Organizing Resolutions for the House of Representatives

Reference Information for the
Rules of the 105th Congress

The House of Representatives adopts its organizing resolution at the beginning of each Congress in the form of a simple House resolution. Included here is information related to this resolution for the Congress. 


H. Res. 5 of the 105th Congress, as agreed to in the House

H. Res. 5 (105th Congress), from

From the Congressional Research Service:

Rules Changes Affecting Budgetary Legislation

105th Congress

Changes made by H.Res. 5 in the 105th Congress affecting budgetary legislation were described earlier as part of changes affecting committees and the House floor.139 Those changes discussed in the section “Rules Changes Affecting Committees” were:

  • The majority leader was allowed, after consultation with the minority leader, to designate “major tax legislation,” on which the report by the Ways and Means Committee could then include a “dynamic estimate”—the macroeconomic feedback emanating from the proposed change in tax policy. (See “Ways and Means Committee,” under “Committee Reports.”)
  • The jurisdictions of the Budget and Government Reform and Oversight Committees were revised. The Budget Committee was given oversight over the “budget process” rather that over solely the “congressional budget process.” The Government Reform Committee was given jurisdiction over “government management and accounting measures, generally” rather than “budget and accounting measures, generally.” (See “Jurisdiction.”)
  • The layover requirements for Budget Committee reports on budget resolutions were conformed to those of other committees for other legislation. (See “Committee Reports.”)

Those changes discussed in the section “Rules Changes Affecting the Chamber and Floor” were

  • The definition of “Federal income tax rate increase” was limited to rate increases affecting only specified provisions of the Internal Revenue Code. The changes were meant to clarify that the requirement of a three-fifths vote to approve an income tax rate increase did not apply to provisions that merely increased revenues or effective tax rates. (See “Tax Legislation.“)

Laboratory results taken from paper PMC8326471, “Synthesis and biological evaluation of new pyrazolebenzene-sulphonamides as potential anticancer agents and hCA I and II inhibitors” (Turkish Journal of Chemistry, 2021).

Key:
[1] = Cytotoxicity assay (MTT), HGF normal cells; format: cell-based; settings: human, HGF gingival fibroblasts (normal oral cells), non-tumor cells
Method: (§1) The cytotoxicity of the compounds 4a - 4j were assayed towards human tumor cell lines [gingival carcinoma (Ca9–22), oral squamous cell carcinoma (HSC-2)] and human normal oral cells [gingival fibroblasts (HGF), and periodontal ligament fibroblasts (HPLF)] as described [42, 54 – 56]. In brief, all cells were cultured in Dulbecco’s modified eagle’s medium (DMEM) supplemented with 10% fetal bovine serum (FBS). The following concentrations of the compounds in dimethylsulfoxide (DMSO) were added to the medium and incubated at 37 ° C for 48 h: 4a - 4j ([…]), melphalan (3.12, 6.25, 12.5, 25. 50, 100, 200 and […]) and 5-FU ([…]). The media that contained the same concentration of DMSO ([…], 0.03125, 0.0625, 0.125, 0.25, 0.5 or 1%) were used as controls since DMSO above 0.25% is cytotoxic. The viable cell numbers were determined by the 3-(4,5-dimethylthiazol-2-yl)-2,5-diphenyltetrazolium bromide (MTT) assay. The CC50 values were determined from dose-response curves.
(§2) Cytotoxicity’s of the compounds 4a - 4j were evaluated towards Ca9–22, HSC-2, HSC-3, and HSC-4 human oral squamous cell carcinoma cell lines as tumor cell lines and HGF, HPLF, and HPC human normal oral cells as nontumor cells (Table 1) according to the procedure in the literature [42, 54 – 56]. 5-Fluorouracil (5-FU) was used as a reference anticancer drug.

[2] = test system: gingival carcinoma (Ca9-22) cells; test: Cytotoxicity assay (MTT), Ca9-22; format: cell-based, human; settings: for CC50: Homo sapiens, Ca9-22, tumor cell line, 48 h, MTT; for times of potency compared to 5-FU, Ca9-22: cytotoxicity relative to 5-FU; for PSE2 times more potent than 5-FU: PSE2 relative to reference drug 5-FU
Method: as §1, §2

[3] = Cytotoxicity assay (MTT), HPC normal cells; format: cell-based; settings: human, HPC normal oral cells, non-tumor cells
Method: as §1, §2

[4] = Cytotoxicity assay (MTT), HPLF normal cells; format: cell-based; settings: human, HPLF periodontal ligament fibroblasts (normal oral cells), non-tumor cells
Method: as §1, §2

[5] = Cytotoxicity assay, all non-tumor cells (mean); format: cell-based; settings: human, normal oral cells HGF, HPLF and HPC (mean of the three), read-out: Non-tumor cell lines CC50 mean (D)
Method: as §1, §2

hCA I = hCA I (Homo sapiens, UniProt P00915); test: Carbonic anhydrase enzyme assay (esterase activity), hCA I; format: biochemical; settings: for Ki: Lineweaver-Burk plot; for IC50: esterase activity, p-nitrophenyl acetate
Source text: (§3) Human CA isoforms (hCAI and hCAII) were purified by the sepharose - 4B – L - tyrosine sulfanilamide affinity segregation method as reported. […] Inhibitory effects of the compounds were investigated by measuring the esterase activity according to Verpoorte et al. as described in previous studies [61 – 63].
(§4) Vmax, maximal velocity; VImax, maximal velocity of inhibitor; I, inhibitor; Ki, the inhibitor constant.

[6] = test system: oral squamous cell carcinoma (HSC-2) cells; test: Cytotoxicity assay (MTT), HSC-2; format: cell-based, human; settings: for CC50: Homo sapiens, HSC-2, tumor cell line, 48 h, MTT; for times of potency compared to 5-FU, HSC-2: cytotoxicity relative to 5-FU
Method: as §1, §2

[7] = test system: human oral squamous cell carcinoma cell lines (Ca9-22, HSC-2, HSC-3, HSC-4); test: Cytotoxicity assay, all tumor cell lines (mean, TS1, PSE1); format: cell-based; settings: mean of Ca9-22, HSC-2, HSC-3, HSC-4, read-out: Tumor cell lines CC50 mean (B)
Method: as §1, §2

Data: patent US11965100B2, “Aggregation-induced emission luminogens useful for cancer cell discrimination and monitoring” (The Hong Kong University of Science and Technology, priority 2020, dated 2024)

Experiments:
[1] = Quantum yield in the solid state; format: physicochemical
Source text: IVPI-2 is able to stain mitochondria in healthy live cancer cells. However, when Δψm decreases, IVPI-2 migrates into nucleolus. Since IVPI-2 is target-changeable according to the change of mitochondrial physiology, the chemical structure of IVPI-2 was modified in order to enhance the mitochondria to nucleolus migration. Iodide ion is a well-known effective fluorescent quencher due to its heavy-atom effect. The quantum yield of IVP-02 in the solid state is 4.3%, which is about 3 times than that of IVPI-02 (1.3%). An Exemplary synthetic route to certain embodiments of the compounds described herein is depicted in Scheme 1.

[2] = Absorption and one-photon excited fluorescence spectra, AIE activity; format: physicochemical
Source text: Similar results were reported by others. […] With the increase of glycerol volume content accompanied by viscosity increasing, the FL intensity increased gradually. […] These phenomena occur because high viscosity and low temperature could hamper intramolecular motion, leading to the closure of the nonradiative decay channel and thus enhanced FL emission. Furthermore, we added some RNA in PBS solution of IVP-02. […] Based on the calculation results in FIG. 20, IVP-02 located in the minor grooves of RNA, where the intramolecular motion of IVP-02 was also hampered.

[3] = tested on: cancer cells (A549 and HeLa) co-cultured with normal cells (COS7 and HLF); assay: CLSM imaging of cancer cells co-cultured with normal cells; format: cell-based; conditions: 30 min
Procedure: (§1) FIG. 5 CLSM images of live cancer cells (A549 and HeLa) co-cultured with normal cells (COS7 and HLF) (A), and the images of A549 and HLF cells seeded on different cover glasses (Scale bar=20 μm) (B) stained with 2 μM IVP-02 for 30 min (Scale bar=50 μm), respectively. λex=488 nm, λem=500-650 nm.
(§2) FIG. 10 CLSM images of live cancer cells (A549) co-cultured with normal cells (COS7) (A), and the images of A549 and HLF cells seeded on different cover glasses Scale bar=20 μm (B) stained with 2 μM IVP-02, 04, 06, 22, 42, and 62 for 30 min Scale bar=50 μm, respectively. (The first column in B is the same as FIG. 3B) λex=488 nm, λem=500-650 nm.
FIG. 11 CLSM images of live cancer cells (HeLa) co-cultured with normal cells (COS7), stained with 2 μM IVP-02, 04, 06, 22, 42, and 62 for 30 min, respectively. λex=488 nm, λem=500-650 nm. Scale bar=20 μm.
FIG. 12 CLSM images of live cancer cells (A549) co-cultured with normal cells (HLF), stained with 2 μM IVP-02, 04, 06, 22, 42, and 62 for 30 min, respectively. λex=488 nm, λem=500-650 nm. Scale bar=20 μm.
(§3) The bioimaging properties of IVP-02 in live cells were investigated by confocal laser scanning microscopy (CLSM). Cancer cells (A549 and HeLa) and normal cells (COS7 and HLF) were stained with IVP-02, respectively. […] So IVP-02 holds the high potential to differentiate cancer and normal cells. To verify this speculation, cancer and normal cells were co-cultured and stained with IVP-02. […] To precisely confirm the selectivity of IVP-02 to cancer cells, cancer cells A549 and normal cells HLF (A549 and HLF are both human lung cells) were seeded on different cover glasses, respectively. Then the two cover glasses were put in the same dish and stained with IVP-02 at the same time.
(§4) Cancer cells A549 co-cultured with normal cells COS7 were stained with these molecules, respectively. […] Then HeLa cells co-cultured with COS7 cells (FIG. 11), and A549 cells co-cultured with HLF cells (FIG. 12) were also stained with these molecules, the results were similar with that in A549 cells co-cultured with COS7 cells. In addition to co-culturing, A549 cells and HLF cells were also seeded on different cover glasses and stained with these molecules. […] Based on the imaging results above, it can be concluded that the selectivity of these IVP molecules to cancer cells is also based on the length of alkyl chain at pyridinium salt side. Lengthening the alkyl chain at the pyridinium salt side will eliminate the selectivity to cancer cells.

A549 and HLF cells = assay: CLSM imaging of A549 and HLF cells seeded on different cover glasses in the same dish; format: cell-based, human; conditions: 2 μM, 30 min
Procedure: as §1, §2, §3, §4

• The Appropriations Committee was prohibited from reporting a measure, or the House from considering an amendment, that made the availability of funds contingent on the receipt or possession of information by the funding authority if that information was not already required by law, so-called made-known provisions and amendments. This kind of amendment had been used to legislate on appropriations bills, contrary to other House rules. (See “Appropriations Process.”)
  • The precedence of the majority leader’s motion to rise and report over any Member’s further motion to amend was enhanced. The change clarified that the precedence applied not just to Members’ limitation amendments but to any amendment. (See “Appropriations Process.”)
  • The opportunity to offer a motion to strike an unfunded mandate provision from a bill (unless the motion was disallowed pursuant to a special rule) was clarified. The clarification was that the motion was solely for unfunded intergovernmental mandates, not for private sector mandates. (See “Unfunded Mandates.”)

139. H.Res. 5, agreed to in the House January 7, 1997. During the 105th Congress, the House and Senate also passed the Budget Enforcement Act of 1997 (111 Stat. 251, 677), putting in place in title X of the act enforcement procedures to ensure compliance with laws having the goal of achieving a balanced budget by FY2002. For a brief description of the Budget Enforcement Act, see CRS Report 97-930, The Budget Enforcement Act of 1997: A Fact Sheet, by Robert Keith.


H. Res. 5 (104th Congress)


H. Res. 5 (106th Congress)

[BCR § 074]